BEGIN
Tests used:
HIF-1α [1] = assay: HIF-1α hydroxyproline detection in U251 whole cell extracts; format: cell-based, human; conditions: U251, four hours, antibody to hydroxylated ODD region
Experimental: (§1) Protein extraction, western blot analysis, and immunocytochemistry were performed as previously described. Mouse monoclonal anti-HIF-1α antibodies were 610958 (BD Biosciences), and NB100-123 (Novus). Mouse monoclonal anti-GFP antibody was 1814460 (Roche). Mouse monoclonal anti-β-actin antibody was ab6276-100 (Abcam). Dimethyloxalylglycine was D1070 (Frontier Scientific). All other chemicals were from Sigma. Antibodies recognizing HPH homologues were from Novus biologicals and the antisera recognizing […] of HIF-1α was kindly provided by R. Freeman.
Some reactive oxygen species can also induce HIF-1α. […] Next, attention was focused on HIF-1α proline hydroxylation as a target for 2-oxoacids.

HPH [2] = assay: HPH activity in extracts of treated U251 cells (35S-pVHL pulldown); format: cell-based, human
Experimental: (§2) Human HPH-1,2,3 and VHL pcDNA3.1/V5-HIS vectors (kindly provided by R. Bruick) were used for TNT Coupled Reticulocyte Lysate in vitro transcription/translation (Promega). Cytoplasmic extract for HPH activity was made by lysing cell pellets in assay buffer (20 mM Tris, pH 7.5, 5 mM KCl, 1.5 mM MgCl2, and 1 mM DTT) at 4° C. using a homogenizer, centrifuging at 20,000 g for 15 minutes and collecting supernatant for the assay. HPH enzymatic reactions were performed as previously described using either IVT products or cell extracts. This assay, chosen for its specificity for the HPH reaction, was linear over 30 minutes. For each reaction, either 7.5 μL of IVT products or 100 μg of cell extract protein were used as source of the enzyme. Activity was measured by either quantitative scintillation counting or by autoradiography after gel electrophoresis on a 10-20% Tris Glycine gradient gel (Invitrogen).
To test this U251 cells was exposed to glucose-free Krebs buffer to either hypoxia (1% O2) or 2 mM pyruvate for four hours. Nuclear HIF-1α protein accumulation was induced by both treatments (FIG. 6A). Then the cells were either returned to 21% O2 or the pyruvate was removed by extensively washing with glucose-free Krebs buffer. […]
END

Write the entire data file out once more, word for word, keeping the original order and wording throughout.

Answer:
Tests used:
HIF-1α [1] = assay: HIF-1α hydroxyproline detection in U251 whole cell extracts; format: cell-based, human; conditions: U251, four hours, antibody to hydroxylated ODD region
Experimental: (§1) Protein extraction, western blot analysis, and immunocytochemistry were performed as previously described. Mouse monoclonal anti-HIF-1α antibodies were 610958 (BD Biosciences), and NB100-123 (Novus). Mouse monoclonal anti-GFP antibody was 1814460 (Roche). Mouse monoclonal anti-β-actin antibody was ab6276-100 (Abcam). Dimethyloxalylglycine was D1070 (Frontier Scientific). All other chemicals were from Sigma. Antibodies recognizing HPH homologues were from Novus biologicals and the antisera recognizing […] of HIF-1α was kindly provided by R. Freeman.
Some reactive oxygen species can also induce HIF-1α. […] Next, attention was focused on HIF-1α proline hydroxylation as a target for 2-oxoacids.

HPH [2] = assay: HPH activity in extracts of treated U251 cells (35S-pVHL pulldown); format: cell-based, human
Experimental: (§2) Human HPH-1,2,3 and VHL pcDNA3.1/V5-HIS vectors (kindly provided by R. Bruick) were used for TNT Coupled Reticulocyte Lysate in vitro transcription/translation (Promega). Cytoplasmic extract for HPH activity was made by lysing cell pellets in assay buffer (20 mM Tris, pH 7.5, 5 mM KCl, 1.5 mM MgCl2, and 1 mM DTT) at 4° C. using a homogenizer, centrifuging at 20,000 g for 15 minutes and collecting supernatant for the assay. HPH enzymatic reactions were performed as previously described using either IVT products or cell extracts. This assay, chosen for its specificity for the HPH reaction, was linear over 30 minutes. For each reaction, either 7.5 μL of IVT products or 100 μg of cell extract protein were used as source of the enzyme. Activity was measured by either quantitative scintillation counting or by autoradiography after gel electrophoresis on a 10-20% Tris Glycine gradient gel (Invitrogen).
To test this U251 cells was exposed to glucose-free Krebs buffer to either hypoxia (1% O2) or 2 mM pyruvate for four hours. Nuclear HIF-1α protein accumulation was induced by both treatments (FIG. 6A). Then the cells were either returned to 21% O2 or the pyruvate was removed by extensively washing with glucose-free Krebs buffer. […]